This is phone call where the scammers pretend to be from
your bank, building society or even a government agency.
During the phone call, the fraudsters will attempt to get you to reveal your personal details.
How to spot it
It’s very difficult to spot. The big tip-off is that the caller will be desperately trying to get you to reveal your information, which no legitimate caller would ask you to do.
This is generally a phone-based scam. Although you might be
targeted in other ways, such as email or people coming to
Although investment scams vary, the principle remains the same. You’re encouraged to hand over money to invest in a company or product, which doesn’t exist.
How to spot it
It can be quite difficult. Many of the companies the
scammers are calling from or trying to get you to invest in
can look legitimate – with websites, social media profiles
See if the investor is regulated by checking the register on the FCA website
To see if what they’re getting you to invest in exists, check them on the Companies House website
It’s unlikely a company will contact you out of the blue about an investment opportunity. So if you get an unexpected phone call, it’s best to ignore it.
A big warning sign should be if you’re told an investment offers a high rate of return with little risk.
Since the pension freedoms were introduced in 2015, retirees
are able to access large sums of money from pension pots.
An unfortunate side-effect has been that this group is now being targeted by scammers because they can potentially access large amounts of cash.
Pension scams will usually follow a similar path to investment scams, with contact normally being made by telephone.
How to spot it
Warning signs are similar to those for investment scams.
Unsolicited phone calls, or any unrequested contact, should be treated as suspicious. Anything involving high returns with low risk should ring alarm bells.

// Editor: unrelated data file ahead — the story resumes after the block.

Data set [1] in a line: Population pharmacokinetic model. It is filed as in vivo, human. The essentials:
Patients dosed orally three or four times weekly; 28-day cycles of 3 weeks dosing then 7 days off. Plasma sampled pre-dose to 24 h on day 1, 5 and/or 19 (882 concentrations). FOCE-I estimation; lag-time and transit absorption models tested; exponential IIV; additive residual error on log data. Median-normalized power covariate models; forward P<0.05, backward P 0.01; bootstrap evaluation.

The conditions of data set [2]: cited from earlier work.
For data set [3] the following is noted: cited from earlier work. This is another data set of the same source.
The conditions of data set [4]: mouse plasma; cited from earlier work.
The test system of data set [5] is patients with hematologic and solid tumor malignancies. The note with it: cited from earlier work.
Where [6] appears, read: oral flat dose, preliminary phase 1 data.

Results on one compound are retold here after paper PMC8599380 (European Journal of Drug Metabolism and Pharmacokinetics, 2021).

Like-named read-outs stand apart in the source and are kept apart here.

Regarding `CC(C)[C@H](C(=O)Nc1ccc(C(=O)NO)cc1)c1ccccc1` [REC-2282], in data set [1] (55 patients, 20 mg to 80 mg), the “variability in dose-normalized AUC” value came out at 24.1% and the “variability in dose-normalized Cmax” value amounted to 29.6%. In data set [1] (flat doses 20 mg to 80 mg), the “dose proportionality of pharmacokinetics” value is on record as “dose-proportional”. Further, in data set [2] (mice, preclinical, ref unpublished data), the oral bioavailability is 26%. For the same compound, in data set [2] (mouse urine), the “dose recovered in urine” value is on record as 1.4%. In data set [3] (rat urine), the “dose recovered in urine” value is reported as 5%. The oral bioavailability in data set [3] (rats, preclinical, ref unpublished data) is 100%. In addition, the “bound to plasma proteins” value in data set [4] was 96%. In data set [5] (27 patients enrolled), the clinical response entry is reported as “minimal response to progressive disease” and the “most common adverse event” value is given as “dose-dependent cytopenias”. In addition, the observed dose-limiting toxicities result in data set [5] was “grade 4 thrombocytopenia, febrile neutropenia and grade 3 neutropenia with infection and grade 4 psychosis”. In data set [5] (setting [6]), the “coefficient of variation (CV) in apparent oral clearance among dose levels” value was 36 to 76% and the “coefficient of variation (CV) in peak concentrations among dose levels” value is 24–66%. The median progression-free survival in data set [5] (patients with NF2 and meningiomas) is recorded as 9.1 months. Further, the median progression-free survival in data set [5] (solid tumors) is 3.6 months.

If you want to be sure, check the FCA register and the Companies House website
This is when you buy tickets for a concert or sporting
event, for example – but the person, or website, you’re
buying from either doesn’t send the tickets, or sends you
This is most common on ticket reselling or exchange sites, which makes get a refund very difficult.
To combat touts, many events issue tickets that can only be used by the person who bought them, so tickets on reselling sites won’t work
How to spot it
Spotting this scam can be difficult as you might not realise
you’ve been scammed until the day of the event.
One way you might be able to spot it is by looking at the website.
If it’s one you’ve never heard of, doesn’t have proper contact details, or only lists a mobile phone number or PO box – avoid it.
These are text message-based scam.
Scammers will contact you claiming to be from your bank, saying you need to update your personal details or that there’s an issue.
The text might contain a link, like a phishing scam, or a phone number to call. The phone number is fake and when you call the fraudsters will attempt to get you to reveal your details.
How to spot it
It’s difficult to spot, so if you get a message like this –
One giveaway might be the phone number in the text is not the same as the one on your credit or debit card.
This is similar to phishing, but instead of sending you an
email directly, the scammers target the website you’re
You type in the correct website address, but you then get directed to a fake version, where you inadvertently put in your login details and secure information.
How to spot it
Scammers have also designed these fake websites to look just
like the real thing.
Look at the website address. It won’t show up as you’re expecting, but as a selection of numbers. Or perhaps something similar to the real name, but with letters switched around or a different spelling.
This is another kind of email scam, and probably the most
well-known. You get an email from ex-ministers or the royal
family, often from a country in Africa.
They’ll usually ask to use your bank account to deposit a large sum of money so they can get out of the country and offer to pay you a fee.